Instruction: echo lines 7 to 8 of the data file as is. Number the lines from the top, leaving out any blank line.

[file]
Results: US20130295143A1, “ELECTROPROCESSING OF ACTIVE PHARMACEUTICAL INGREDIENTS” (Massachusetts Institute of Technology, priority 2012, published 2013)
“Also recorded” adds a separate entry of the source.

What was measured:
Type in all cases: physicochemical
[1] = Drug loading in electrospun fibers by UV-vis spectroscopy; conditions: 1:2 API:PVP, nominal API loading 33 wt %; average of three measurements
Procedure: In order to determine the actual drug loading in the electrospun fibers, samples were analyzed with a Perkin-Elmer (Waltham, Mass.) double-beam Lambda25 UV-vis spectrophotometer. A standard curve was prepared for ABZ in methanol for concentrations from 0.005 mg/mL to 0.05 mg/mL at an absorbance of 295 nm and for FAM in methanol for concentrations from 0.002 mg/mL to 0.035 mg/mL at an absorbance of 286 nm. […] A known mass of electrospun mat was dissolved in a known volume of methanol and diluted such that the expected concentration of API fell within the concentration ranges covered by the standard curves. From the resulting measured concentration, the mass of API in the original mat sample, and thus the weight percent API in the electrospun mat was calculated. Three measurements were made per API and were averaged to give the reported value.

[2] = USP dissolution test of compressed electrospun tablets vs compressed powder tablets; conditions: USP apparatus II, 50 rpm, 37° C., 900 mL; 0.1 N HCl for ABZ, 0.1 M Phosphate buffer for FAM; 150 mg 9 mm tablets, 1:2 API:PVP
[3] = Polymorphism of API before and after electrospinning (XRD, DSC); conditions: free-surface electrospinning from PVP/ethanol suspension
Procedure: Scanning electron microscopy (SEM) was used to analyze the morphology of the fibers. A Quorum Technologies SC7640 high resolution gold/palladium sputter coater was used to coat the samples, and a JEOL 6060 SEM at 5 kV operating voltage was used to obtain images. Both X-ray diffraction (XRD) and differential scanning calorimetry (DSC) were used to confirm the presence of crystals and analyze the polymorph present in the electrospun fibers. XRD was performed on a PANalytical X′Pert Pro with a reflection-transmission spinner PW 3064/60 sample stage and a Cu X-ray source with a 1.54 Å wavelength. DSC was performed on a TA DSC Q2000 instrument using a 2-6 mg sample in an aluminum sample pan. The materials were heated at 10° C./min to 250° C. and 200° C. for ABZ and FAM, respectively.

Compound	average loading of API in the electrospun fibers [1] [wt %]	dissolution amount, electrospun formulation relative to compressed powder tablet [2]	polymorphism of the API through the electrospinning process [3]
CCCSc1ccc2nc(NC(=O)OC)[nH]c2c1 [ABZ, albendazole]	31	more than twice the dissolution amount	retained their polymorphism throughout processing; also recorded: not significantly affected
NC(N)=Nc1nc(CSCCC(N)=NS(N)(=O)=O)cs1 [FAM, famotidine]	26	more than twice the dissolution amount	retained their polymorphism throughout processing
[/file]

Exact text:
[2] = USP dissolution test of compressed electrospun tablets vs compressed powder tablets; conditions: USP apparatus II, 50 rpm, 37° C., 900 mL; 0.1 N HCl for ABZ, 0.1 M Phosphate buffer for FAM; 150 mg 9 mm tablets, 1:2 API:PVP
[3] = Polymorphism of API before and after electrospinning (XRD, DSC); conditions: free-surface electrospinning from PVP/ethanol suspension